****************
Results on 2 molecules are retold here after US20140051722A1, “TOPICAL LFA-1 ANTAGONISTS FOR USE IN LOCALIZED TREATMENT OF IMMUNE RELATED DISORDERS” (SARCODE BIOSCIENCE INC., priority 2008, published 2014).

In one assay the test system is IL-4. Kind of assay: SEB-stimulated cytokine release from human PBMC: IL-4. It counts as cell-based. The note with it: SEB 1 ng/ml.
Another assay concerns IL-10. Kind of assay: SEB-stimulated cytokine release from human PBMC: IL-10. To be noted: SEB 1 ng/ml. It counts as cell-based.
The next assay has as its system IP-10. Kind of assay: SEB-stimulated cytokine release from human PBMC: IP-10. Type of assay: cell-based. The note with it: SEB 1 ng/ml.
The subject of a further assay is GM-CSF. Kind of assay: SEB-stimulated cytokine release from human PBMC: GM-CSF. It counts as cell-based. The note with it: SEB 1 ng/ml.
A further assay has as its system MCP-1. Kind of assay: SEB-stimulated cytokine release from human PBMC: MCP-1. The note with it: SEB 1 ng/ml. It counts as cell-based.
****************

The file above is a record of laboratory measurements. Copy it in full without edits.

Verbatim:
Results on 2 molecules are retold here after US20140051722A1, “TOPICAL LFA-1 ANTAGONISTS FOR USE IN LOCALIZED TREATMENT OF IMMUNE RELATED DISORDERS” (SARCODE BIOSCIENCE INC., priority 2008, published 2014).

In one assay the test system is IL-4. Kind of assay: SEB-stimulated cytokine release from human PBMC: IL-4. It counts as cell-based. The note with it: SEB 1 ng/ml.
Another assay concerns IL-10. Kind of assay: SEB-stimulated cytokine release from human PBMC: IL-10. To be noted: SEB 1 ng/ml. It counts as cell-based.
The next assay has as its system IP-10. Kind of assay: SEB-stimulated cytokine release from human PBMC: IP-10. Type of assay: cell-based. The note with it: SEB 1 ng/ml.
The subject of a further assay is GM-CSF. Kind of assay: SEB-stimulated cytokine release from human PBMC: GM-CSF. It counts as cell-based. The note with it: SEB 1 ng/ml.
A further assay has as its system MCP-1. Kind of assay: SEB-stimulated cytokine release from human PBMC: MCP-1. The note with it: SEB 1 ng/ml. It counts as cell-based.